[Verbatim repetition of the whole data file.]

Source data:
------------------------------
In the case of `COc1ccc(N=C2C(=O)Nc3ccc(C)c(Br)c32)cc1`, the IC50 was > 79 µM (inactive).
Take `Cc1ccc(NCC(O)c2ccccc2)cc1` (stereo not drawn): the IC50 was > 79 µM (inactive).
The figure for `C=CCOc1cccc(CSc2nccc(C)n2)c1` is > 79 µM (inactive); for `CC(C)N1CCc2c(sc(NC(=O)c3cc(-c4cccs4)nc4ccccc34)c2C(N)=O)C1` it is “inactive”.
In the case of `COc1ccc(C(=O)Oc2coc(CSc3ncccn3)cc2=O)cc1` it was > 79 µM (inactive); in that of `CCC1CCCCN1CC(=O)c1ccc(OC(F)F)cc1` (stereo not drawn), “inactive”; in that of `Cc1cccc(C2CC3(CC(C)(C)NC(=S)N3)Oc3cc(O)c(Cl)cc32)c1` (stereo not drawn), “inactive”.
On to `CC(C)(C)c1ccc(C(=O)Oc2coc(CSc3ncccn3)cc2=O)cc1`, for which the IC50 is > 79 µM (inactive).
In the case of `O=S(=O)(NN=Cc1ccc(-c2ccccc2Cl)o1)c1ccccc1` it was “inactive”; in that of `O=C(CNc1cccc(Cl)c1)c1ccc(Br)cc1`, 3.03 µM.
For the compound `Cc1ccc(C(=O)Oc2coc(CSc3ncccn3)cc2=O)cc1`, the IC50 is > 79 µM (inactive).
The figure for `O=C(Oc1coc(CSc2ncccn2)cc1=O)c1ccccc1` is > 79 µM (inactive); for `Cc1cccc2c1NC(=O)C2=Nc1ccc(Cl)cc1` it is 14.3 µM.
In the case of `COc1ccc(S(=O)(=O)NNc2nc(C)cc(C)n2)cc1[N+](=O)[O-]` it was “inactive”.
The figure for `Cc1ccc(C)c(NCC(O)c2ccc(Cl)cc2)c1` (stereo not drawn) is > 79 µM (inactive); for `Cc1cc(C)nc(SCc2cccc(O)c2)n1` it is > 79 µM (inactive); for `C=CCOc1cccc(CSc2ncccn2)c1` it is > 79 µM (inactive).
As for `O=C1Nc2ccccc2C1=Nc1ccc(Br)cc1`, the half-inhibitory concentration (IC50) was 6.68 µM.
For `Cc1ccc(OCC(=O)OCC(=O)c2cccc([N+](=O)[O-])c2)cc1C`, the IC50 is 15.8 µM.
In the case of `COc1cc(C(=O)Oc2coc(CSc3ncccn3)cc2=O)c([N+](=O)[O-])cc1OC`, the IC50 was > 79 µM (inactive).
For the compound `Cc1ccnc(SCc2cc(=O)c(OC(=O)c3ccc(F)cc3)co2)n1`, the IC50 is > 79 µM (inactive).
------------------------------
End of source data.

In the case of `COc1ccc(N=C2C(=O)Nc3ccc(C)c(Br)c32)cc1`, the IC50 was > 79 µM (inactive).
Take `Cc1ccc(NCC(O)c2ccccc2)cc1` (stereo not drawn): the IC50 was > 79 µM (inactive).
The figure for `C=CCOc1cccc(CSc2nccc(C)n2)c1` is > 79 µM (inactive); for `CC(C)N1CCc2c(sc(NC(=O)c3cc(-c4cccs4)nc4ccccc34)c2C(N)=O)C1` it is “inactive”.
In the case of `COc1ccc(C(=O)Oc2coc(CSc3ncccn3)cc2=O)cc1` it was > 79 µM (inactive); in that of `CCC1CCCCN1CC(=O)c1ccc(OC(F)F)cc1` (stereo not drawn), “inactive”; in that of `Cc1cccc(C2CC3(CC(C)(C)NC(=S)N3)Oc3cc(O)c(Cl)cc32)c1` (stereo not drawn), “inactive”.
On to `CC(C)(C)c1ccc(C(=O)Oc2coc(CSc3ncccn3)cc2=O)cc1`, for which the IC50 is > 79 µM (inactive).
In the case of `O=S(=O)(NN=Cc1ccc(-c2ccccc2Cl)o1)c1ccccc1` it was “inactive”; in that of `O=C(CNc1cccc(Cl)c1)c1ccc(Br)cc1`, 3.03 µM.
For the compound `Cc1ccc(C(=O)Oc2coc(CSc3ncccn3)cc2=O)cc1`, the IC50 is > 79 µM (inactive).
The figure for `O=C(Oc1coc(CSc2ncccn2)cc1=O)c1ccccc1` is > 79 µM (inactive); for `Cc1cccc2c1NC(=O)C2=Nc1ccc(Cl)cc1` it is 14.3 µM.
In the case of `COc1ccc(S(=O)(=O)NNc2nc(C)cc(C)n2)cc1[N+](=O)[O-]` it was “inactive”.
The figure for `Cc1ccc(C)c(NCC(O)c2ccc(Cl)cc2)c1` (stereo not drawn) is > 79 µM (inactive); for `Cc1cc(C)nc(SCc2cccc(O)c2)n1` it is > 79 µM (inactive); for `C=CCOc1cccc(CSc2ncccn2)c1` it is > 79 µM (inactive).
As for `O=C1Nc2ccccc2C1=Nc1ccc(Br)cc1`, the half-inhibitory concentration (IC50) was 6.68 µM.
For `Cc1ccc(OCC(=O)OCC(=O)c2cccc([N+](=O)[O-])c2)cc1C`, the IC50 is 15.8 µM.
In the case of `COc1cc(C(=O)Oc2coc(CSc3ncccn3)cc2=O)c([N+](=O)[O-])cc1OC`, the IC50 was > 79 µM (inactive).
For the compound `Cc1ccnc(SCc2cc(=O)c(OC(=O)c3ccc(F)cc3)co2)n1`, the IC50 is > 79 µM (inactive).